Machine Learning

Deep Architectures for Automated Seizure Detection in Scalp EEGs

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  • arXiv
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    Deep Architectures for Automated Seizure Detection in Scalp EEGs

    Automated seizure detection using clinical electroencephalograms is a challenging machine learning problem because the multichannel signal often has an extremely low signal to noise ratio. Events of interest such as seizures are easily confused with signal artifacts (e.g, eye movements) or benign variants (e.g., slowing). Commercially available systems suffer from unacceptably high false alarm rates. Deep learning algorithms that employ high dimensional models have not previously been effective due to the lack of big data resources. In this paper, we use the TUH EEG Seizure Corpus to evaluate a variety of hybrid deep structures including Convolutional Neural Networks and Long Short-Term Memory Networks. We introduce a novel recurrent convolutional architecture that delivers 30% sensitivity at 7 false alarms per 24 hours. We have also evaluated our system on a held-out evaluation set based on the Duke University Seizure Corpus and demonstrate that performance trends are similar to the TUH EEG Seizure Corpus. This is a significant finding because the Duke corpus was collected with different instrumentation and at different hospitals. Our work shows that deep learning architectures that integrate spatial and temporal contexts are critical to achieving state of the art performance and will enable a new generation of clinically-acceptable technology.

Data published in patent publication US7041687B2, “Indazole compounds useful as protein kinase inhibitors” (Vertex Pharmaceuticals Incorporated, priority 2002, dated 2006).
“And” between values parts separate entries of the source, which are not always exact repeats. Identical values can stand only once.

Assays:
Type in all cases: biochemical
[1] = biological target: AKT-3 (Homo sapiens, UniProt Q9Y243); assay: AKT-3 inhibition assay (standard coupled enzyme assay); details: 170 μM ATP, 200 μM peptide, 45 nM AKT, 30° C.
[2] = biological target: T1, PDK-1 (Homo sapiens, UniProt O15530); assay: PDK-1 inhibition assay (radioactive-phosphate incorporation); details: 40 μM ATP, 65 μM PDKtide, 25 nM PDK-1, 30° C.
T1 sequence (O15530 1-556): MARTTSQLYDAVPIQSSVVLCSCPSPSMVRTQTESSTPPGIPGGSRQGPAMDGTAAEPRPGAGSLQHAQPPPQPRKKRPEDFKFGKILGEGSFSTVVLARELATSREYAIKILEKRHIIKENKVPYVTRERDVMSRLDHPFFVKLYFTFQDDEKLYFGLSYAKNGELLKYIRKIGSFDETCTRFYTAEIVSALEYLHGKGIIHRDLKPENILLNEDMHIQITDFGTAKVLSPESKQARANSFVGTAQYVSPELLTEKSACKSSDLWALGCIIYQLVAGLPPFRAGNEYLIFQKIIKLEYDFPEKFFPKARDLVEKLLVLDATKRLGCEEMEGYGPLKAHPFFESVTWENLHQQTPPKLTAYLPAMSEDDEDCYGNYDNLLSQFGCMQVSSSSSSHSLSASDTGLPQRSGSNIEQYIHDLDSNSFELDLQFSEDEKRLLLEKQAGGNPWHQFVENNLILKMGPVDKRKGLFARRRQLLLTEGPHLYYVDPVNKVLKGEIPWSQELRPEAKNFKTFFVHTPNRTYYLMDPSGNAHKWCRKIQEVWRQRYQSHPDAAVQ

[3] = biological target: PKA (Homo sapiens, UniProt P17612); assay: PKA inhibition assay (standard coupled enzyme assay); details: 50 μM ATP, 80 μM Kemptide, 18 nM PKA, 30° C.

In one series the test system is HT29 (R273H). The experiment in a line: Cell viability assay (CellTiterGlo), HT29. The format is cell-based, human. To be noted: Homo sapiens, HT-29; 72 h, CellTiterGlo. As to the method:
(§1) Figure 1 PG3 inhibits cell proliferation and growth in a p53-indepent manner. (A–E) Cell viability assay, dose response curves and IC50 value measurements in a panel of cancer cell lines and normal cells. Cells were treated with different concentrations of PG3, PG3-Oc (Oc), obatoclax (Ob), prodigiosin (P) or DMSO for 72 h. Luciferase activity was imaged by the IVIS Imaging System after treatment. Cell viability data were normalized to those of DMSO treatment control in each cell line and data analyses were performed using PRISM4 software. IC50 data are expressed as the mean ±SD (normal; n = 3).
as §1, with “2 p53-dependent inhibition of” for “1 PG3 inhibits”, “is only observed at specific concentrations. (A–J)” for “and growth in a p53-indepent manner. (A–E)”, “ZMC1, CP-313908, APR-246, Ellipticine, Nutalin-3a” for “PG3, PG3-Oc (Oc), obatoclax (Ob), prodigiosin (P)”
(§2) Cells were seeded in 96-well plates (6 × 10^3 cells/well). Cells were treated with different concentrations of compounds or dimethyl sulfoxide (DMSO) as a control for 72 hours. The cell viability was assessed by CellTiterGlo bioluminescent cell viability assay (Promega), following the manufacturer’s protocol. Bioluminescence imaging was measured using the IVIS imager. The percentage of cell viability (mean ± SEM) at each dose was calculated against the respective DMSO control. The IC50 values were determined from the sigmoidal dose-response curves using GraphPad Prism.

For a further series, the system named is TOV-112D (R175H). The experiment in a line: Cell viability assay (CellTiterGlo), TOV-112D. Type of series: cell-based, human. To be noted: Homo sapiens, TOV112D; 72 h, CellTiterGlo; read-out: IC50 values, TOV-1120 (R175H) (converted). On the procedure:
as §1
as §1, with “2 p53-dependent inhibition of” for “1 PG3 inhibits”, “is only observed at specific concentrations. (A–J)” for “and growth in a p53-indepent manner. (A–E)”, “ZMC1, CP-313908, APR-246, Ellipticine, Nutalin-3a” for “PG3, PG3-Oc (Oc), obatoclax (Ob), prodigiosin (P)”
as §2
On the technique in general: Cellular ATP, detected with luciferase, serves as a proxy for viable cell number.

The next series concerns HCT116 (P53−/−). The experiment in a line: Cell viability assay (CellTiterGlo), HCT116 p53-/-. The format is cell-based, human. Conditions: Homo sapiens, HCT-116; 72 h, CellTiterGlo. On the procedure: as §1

Deep Architectures for Automated Seizure Detection in Scalp EEGs
    by Meysam Golmohammadi, Saeedeh Ziyabari, Vinit Shah, Silvia Lopez de Diego, Iyad Obeid, Joseph Picone

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